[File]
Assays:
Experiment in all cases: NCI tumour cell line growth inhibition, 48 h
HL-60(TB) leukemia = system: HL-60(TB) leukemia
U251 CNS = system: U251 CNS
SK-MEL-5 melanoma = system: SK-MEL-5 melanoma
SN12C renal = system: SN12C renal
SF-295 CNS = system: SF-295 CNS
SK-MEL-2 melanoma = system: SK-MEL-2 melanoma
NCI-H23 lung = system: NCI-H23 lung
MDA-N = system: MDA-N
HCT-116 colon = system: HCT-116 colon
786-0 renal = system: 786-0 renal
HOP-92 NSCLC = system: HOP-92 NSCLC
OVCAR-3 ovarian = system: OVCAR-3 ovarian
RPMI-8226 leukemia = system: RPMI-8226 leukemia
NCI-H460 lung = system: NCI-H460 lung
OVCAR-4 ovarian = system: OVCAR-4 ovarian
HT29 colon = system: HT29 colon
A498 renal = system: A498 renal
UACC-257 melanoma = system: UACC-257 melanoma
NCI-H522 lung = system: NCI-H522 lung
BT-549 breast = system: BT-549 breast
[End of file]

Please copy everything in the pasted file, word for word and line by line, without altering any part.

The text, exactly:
Assays:
Experiment in all cases: NCI tumour cell line growth inhibition, 48 h
HL-60(TB) leukemia = system: HL-60(TB) leukemia
U251 CNS = system: U251 CNS
SK-MEL-5 melanoma = system: SK-MEL-5 melanoma
SN12C renal = system: SN12C renal
SF-295 CNS = system: SF-295 CNS
SK-MEL-2 melanoma = system: SK-MEL-2 melanoma
NCI-H23 lung = system: NCI-H23 lung
MDA-N = system: MDA-N
HCT-116 colon = system: HCT-116 colon
786-0 renal = system: 786-0 renal
HOP-92 NSCLC = system: HOP-92 NSCLC
OVCAR-3 ovarian = system: OVCAR-3 ovarian
RPMI-8226 leukemia = system: RPMI-8226 leukemia
NCI-H460 lung = system: NCI-H460 lung
OVCAR-4 ovarian = system: OVCAR-4 ovarian
HT29 colon = system: HT29 colon
A498 renal = system: A498 renal
UACC-257 melanoma = system: UACC-257 melanoma
NCI-H522 lung = system: NCI-H522 lung
BT-549 breast = system: BT-549 breast